The vote to repeal net neutrality is one that's mired in shadiness and controversy.
At the head of it all is Ajit Pai, former lawyer for Verizon. Somehow, because American politics is very, very stupid, Pai was then appointed chairman to the FCC. In his time as chair he's showed favoritism towards his former company and even joked, himself, about being a "puppet" for the telecom giant.
Despite the fact that nearly every major tech company, web developer, engineer, and private citizen who knows what net neutrality is, is in favor of it, Pai kept shilling the idea that repealing net neutrality would promote business and help stimulate the economy. In reality, however, the only companies that would benefit from repealing net neutrality would be internet service providers: the very companies Pai was appointed head of the FCC to protect American citizens from.
In order to build a faux sense of support from everyday citizens for repealing net neutrality, it turns out that someone may have resorted to forging letters from dead citizens. Something that allegedly happened with Mackenzie Austin's mother's name, who passed away in March of 2016.
She posted the information online, if you look at the individual letters, you'll notice they even have different addresses.
This Patty Duke lives in Las Vegas, Nevada.
But the same Patty Duke is also a resident of Fawn Grove, Pennsylvania.
Unfortunately, Patty Duke wasn't the only citizen's name that was used to help repeal net neutrality in this way. It turns out millions of submissions were multiple entries, and a lot of people were either dead or never put their names on the list in the first place.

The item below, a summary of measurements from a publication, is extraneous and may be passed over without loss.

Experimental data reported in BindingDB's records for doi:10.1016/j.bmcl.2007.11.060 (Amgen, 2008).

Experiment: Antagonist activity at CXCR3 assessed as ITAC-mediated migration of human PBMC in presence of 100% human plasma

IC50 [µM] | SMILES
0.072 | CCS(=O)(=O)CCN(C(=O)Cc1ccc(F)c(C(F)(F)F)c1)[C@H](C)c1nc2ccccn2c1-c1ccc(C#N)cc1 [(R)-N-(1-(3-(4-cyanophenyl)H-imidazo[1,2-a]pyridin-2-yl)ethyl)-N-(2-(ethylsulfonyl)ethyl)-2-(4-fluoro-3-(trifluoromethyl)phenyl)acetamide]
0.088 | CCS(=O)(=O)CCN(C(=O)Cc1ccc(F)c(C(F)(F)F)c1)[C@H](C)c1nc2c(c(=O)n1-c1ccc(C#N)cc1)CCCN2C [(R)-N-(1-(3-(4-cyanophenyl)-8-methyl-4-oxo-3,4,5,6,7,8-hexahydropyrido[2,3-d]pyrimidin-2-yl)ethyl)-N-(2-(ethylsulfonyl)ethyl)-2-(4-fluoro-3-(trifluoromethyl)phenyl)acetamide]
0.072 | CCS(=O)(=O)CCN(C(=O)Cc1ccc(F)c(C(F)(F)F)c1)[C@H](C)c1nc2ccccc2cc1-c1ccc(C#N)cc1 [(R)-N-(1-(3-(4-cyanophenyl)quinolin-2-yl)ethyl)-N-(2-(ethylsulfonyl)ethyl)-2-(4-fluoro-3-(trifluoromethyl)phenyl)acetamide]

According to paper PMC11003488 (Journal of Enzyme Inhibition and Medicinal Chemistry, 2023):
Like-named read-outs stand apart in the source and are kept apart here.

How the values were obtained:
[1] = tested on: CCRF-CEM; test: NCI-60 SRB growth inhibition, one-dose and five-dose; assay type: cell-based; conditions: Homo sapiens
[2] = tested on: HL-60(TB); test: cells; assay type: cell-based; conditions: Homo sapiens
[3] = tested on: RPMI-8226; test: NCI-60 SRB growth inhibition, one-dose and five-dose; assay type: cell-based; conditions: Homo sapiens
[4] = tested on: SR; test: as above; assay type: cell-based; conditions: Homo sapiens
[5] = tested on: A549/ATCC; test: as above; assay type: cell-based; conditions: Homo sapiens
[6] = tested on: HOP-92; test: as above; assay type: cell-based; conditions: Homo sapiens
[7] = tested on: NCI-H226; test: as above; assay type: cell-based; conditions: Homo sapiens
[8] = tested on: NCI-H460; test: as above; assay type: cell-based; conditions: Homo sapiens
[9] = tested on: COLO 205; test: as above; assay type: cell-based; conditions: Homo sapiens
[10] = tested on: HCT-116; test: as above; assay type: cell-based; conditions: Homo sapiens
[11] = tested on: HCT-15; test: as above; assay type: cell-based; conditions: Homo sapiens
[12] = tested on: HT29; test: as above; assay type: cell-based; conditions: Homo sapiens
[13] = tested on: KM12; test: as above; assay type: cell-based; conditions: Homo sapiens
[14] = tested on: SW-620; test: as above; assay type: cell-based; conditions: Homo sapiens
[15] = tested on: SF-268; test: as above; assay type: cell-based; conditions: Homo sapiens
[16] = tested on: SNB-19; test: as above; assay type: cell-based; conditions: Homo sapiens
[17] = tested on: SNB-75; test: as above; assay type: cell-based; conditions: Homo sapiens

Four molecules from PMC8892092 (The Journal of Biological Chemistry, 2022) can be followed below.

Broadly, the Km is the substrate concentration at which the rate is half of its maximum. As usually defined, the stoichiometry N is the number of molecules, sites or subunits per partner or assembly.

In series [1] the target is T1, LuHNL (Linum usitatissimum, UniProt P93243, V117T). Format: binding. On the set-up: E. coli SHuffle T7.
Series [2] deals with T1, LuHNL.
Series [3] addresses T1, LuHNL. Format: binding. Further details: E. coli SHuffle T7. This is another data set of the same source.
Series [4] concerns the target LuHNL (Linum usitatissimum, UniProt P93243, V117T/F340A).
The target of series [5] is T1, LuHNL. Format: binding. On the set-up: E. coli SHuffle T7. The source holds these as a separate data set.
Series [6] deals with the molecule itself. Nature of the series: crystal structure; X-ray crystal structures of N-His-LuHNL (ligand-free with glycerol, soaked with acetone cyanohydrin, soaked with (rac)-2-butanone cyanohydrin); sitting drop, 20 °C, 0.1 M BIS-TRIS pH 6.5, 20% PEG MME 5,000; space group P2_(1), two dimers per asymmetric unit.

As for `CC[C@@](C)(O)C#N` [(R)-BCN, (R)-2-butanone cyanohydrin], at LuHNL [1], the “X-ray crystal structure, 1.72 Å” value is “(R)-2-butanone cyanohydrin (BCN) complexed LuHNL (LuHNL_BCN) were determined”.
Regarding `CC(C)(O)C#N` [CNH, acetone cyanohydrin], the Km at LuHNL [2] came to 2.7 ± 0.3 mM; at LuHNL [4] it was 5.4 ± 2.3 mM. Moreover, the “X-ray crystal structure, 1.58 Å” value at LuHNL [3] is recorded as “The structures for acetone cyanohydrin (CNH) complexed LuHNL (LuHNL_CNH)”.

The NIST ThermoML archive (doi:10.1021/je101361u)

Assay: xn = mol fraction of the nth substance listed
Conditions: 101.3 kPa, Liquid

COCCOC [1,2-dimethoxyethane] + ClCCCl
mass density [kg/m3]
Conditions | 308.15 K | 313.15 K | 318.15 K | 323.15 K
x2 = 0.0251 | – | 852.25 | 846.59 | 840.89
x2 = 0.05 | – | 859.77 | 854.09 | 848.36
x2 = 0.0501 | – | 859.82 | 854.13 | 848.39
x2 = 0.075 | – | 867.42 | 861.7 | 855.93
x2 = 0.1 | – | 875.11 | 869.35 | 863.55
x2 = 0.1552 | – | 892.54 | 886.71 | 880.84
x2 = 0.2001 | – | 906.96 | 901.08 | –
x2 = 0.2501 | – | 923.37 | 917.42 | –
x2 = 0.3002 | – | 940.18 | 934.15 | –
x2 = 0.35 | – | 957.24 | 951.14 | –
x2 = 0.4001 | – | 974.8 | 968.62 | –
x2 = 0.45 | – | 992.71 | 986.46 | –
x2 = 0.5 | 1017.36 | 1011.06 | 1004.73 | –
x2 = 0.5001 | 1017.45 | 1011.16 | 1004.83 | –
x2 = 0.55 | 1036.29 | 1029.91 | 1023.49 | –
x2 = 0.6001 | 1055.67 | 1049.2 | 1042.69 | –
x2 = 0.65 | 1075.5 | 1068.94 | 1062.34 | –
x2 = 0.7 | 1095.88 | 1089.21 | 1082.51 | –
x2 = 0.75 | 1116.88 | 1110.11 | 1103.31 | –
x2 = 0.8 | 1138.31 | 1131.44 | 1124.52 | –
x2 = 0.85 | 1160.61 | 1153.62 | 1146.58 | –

Although Ajit Pai, Brendan Carr, and Michael O'Reilly all voted in favor of the net neutrality repeal, the backlash has been swift, with many U.S. political leaders vowing to not allow the vote to pass in congress.
The NY Attorney general, for example, announced that it will sue the FCC, deeming its attempt to roll back net neutrality as illegal.
Eric T. Schneiderman and his team are leading the charge.
Schneiderman also released a tool that allows people to check and see if their identity may have been falsely used to help repeal net neutrality. If enough instances of this occurred, especially with dead U.S. citizens, there could be a strong case for his legal team to present that people engaged in some murky business.
There are still a large number of state representatives who are listening to their citizens and are mounting their own campaigns to protect net neutrality at all costs.
One of the politicians who supports the net neutrality repeal is Senator Ted Cruz. Of course, he throws Obama in there, seemingly to make people think anything associated with Obama is bad.
For the most part, though, active government leaders are fighting to keep net neutrality alive for the people.
In case you want to know why repealing net neutrality is so bad, check out this video which explains what could go very wrong if it is, indeed, repealed.
What do you think?
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